I haven't blogged for a little while - I've actually been getting on with some writing and rewriting - but was going to sit down yesterday and talk about the recent spate of submissions I have been sending. That post is still to come, but the day kinda got away from me. At midday I got a phone-call asking me if I would do a radio interview later in the afternoon.
The call came from my head of department at Edge Hill. They had been approached by Radio Lancashire who, prompted by the publication of Tony Blair's memoirs, wanted to talk to someone about Life Writing. Well, as that's the creative writing subject I teach for EH, they came to me. The idea was to give the listeners some ideas on the role of life writing - biographies and memoirs in particular - and also what they should think about if they were going to write their own.
I have never given a radio interview before and so was pretty nervous. It didn't help that it was going to be live rather than a pre-recorded interview, but I figured it was exactly the stuff that I know about, so I was happy to do it. The process was interesting.
First I spoke to the presenter of the programme, to introduce myself and he then proceeded to ask me what would be good questions for him to ask. We agreed them between us and I gave him some quick sketchy answers and that was that, I just had to wait for the radio station to ring me at about 5.15 to give the interview.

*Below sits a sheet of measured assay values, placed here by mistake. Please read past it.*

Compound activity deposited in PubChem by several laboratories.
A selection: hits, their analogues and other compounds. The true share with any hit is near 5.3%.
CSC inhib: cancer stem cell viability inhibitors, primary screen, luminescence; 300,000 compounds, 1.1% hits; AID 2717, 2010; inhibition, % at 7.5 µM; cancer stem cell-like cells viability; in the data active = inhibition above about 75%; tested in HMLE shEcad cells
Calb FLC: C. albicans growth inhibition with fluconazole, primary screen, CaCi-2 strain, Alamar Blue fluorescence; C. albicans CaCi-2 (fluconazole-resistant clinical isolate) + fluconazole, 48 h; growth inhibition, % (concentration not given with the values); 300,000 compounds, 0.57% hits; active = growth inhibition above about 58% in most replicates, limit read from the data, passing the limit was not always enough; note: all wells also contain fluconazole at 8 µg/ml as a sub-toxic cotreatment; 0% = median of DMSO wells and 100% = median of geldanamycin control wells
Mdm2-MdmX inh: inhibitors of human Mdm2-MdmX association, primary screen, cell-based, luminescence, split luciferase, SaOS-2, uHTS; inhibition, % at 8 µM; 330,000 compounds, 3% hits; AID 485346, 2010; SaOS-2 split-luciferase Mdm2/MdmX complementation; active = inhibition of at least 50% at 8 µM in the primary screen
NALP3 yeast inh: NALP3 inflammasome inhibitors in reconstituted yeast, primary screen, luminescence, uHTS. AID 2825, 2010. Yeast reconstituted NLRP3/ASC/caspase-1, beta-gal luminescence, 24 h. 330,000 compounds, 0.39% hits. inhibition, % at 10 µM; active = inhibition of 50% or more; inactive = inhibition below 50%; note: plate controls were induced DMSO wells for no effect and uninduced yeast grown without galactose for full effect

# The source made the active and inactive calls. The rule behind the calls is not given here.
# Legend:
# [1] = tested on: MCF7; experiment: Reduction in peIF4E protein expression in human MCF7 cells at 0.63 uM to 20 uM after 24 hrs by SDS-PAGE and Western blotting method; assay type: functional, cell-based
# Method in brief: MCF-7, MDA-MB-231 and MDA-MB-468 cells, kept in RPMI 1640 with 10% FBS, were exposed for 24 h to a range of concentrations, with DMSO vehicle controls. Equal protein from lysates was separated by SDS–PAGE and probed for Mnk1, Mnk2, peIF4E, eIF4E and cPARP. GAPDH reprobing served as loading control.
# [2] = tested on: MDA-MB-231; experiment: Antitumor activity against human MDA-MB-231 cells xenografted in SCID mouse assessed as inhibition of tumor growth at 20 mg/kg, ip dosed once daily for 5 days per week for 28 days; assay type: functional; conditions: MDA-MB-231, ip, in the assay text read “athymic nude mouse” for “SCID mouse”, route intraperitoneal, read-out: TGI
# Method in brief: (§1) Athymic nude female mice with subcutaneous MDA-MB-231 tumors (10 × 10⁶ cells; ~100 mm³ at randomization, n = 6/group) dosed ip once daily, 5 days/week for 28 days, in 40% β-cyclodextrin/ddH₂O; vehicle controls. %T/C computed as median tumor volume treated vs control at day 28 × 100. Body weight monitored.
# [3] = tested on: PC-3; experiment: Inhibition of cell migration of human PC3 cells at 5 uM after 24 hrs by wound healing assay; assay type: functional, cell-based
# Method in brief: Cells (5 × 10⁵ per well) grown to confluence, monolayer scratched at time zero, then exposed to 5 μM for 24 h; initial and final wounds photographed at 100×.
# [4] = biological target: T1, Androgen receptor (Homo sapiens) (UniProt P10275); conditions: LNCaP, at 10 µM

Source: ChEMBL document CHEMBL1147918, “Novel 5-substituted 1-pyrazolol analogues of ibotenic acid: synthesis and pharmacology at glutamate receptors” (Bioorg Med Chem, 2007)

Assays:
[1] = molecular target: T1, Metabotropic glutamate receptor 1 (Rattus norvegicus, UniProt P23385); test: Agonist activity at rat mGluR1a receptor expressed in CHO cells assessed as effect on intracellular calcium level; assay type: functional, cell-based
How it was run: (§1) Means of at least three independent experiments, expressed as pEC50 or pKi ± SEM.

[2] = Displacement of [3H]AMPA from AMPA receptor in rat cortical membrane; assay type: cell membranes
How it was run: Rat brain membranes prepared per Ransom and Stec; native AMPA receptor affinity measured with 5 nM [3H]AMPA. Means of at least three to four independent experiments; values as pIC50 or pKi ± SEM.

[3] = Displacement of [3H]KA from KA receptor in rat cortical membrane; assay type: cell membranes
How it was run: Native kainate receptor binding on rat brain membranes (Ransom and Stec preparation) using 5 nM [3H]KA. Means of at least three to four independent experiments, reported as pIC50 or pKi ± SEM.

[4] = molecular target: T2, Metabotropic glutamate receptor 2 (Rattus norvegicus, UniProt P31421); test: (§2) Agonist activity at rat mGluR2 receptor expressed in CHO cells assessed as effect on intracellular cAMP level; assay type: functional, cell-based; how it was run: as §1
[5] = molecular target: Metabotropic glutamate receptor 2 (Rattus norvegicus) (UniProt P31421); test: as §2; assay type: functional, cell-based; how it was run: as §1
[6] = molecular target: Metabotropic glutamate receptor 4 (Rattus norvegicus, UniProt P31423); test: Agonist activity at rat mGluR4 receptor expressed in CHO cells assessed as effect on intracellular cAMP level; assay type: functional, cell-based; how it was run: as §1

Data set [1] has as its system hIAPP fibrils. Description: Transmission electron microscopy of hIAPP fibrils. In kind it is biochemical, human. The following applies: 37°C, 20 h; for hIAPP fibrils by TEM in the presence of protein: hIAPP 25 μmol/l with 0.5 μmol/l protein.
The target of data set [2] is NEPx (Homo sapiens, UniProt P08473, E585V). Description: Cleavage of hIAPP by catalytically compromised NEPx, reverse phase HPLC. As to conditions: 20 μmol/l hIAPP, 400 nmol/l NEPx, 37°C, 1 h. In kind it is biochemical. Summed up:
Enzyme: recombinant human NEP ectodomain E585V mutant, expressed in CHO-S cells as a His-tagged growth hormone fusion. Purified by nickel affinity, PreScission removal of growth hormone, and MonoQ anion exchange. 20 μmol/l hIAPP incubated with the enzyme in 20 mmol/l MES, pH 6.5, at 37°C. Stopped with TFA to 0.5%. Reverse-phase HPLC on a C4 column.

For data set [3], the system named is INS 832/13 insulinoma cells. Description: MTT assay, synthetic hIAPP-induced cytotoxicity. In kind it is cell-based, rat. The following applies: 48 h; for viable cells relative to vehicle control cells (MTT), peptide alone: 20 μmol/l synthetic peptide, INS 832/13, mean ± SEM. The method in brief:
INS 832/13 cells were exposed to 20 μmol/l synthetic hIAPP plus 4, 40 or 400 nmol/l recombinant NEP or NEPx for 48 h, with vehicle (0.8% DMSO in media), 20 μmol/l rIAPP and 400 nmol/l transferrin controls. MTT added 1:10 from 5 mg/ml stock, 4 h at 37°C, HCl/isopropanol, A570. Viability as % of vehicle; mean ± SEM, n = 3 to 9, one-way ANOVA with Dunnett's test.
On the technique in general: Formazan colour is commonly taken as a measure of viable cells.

Butterflies took up residence in my stomach as the time approached, but the time was usefully spent refining what I was going to say. The flutters multiplied when the phone went and they asked me to wait another 20 mins. Finally, they called and I was patched through to the studio. I listened to about 5 minutes of the programme and then, with a rather over-the-top introduction, I was live.
It went pretty well. There were a few ums and ahs, and I changed tack at one point. I also managed to be really snobby at the end, but in the main I feel I got the information across in a concise and interesting way, answered all the questions as asked, and didn't sound too much of a prat. The interview finished, he thanked me, the line went dead, and that was that.
Thanks to the wonders of the web I was soon able to 'Listen Again' to the interview. I scrolled the slider through the programme to about the point where I thought I would be. A voice was talking and I presumed it was the item after me, but then I recognised some of the words and realised I was listening to myself. I didn't recognise my voice at all! Still, I listened back and was quite pleased with it. I sounded rather posh - a combination teaching/phone voice - and there was a trace of my father's tone in there, especially when he used to give interviews on radio or TV, but I sounded confident and like someone who knows what they're talking about. So that's not so bad, eh?
And that was that: my brush with fame. It was only 3 minutes, so if Andy Warhol's right then I still have another 12 minutes to have some other time. If it's like yesterday, I think I might just be looking forward to it.
The interview is available to listen to at http://www.bbc.co.uk/programmes/p009lpqp until 7th Sept. I'm on at about the 1 hour 37 mark. Let me know what you think, either of my performance or what I had to say. All feedback welcome.